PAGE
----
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Constructing the (M)other

Narratives of Disability, Motherhood, and the Politics of «Normal»

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Edited By Priya Lalvani

Constructing the (M)other is a collection of personal narratives about motherhood in the context of a society in which disability holds a stigmatized position. From multiple vantage points, these autoethnographies reveal how ableist beliefs about disability are institutionally upheld and reified. Collectively they seek to call attention to a patriarchal surveillance of mothering, challenge the trope of the good mother, and dismantle the constructed hierarchy of acceptable children. The stories contained in this volume are counter-narratives of resistance—they are the devices through which mothers push back. Rejecting notions of the otherness of their children, in these essays, mothers negotiate their identities and claim access to the category of normative motherhood. Readers are likely to experience dissonance, have their assumptions about disability challenged, and find their parameters of normalcy transformed.

“Priya Lalvani has curated a gift—a critical carnival of stories. In Constructing the (M)other we meet women weaving lives that blend joy and imagination, battling the ideological syrup of pity/grief/loss, seeking spaces for full recognition of complex, gorgeous, and sometimes struggling children, in a society drunk on fantasies of normal. Lalvani is a brilliant writer who holds together this book where soul-ful and truths-ful women across race/ethnicity/class/language/education/nations, and children with a sparkling range of abilities and needs, animate the pages. This volume is a mirror, a speak back, truth in a post-truth society, a protest, and a celebration. Grab a glass of wine and climb in. I promise you won't want to leave until you get to the most delicious epilogue, that lingers in every cell of my body.”—Michelle Fine, Distinguished Professor of Critical Psychology, Gender/Women's Studies and Urban Education, The Graduate Center, CUNY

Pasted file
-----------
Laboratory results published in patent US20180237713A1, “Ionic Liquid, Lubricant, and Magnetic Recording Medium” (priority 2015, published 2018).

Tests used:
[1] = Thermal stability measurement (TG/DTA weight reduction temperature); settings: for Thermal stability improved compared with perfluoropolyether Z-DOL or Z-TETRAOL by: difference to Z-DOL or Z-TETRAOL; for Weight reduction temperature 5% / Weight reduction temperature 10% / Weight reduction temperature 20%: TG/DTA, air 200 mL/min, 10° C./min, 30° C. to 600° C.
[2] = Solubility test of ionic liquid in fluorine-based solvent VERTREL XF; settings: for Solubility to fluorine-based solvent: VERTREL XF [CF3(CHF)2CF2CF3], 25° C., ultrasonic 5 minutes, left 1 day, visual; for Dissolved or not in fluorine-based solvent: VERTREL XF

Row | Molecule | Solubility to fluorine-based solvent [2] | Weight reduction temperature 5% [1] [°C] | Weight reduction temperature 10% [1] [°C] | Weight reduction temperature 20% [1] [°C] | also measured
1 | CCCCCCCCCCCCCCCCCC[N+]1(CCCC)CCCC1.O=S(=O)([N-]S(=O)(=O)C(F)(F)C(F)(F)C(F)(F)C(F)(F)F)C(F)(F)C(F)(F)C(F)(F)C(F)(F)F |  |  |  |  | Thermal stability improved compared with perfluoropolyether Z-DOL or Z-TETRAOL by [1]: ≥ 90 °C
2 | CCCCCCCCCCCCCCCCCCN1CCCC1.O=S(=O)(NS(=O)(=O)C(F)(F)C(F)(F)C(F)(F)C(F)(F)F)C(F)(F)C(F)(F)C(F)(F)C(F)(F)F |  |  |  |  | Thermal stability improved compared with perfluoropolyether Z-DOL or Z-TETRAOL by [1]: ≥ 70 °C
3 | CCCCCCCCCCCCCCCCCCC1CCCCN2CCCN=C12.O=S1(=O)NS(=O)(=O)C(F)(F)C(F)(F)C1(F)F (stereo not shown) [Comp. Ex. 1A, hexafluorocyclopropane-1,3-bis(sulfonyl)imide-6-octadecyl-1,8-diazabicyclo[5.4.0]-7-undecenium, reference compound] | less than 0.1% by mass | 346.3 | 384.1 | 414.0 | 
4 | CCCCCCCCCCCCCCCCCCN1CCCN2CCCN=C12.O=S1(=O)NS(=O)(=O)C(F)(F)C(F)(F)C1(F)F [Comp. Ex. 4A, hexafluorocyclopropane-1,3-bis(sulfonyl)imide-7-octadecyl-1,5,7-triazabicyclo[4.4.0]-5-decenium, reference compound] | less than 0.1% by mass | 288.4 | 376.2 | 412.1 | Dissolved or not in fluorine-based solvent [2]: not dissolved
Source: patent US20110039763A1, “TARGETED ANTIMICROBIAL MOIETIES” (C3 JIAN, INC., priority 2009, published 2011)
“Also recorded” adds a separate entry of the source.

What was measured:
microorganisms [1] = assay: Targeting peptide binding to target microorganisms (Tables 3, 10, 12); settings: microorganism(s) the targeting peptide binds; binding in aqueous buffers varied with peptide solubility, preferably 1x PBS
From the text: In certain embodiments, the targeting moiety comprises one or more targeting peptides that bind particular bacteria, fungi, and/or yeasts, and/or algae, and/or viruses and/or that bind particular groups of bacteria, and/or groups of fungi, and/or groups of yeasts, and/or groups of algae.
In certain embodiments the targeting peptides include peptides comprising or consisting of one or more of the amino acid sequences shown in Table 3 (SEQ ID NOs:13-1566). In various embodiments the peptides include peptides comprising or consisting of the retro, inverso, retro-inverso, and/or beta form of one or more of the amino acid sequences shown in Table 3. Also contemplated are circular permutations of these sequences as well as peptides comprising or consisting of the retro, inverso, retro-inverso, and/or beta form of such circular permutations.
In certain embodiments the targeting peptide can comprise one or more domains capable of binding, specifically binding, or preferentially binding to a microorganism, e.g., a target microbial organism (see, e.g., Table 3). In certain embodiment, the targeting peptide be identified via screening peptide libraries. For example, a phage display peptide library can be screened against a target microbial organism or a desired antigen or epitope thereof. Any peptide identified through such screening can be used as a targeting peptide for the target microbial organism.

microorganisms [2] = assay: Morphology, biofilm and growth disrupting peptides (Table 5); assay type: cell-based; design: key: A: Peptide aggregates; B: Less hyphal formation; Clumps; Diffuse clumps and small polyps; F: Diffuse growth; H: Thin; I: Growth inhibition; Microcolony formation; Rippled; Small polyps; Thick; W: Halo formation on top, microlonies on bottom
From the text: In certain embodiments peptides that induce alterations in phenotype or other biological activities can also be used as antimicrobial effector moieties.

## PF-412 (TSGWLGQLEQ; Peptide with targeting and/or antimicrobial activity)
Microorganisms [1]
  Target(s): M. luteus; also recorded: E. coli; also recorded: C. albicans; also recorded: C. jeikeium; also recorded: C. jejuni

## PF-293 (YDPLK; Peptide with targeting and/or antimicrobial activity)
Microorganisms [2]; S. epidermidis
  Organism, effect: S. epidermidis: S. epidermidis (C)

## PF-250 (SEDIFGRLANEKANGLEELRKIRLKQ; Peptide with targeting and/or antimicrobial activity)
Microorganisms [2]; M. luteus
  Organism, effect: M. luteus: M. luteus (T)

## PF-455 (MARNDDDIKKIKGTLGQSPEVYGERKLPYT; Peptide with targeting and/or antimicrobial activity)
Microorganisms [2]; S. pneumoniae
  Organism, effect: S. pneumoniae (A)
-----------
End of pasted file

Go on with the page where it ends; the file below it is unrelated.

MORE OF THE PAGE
“This stunning collection of mother narratives illuminates the intimate space where motherhood, disability, and society intersect. Lalvani has drawn together oft-untold stories from culturally diverse mothers of children with disabilities who share what it means to negotiate shifting and complex cultural constructions of motherhood outside the socially-defined ideal. Constructing the (M)other is a fresh and significant contribution to a disability studies perspective on mothers and children with disabilities and a must-read for all educators committed to meaningful parent-professional partnerships.”—Jan Valle, Professor of Inclusive Education and Disability Studies, City College of New York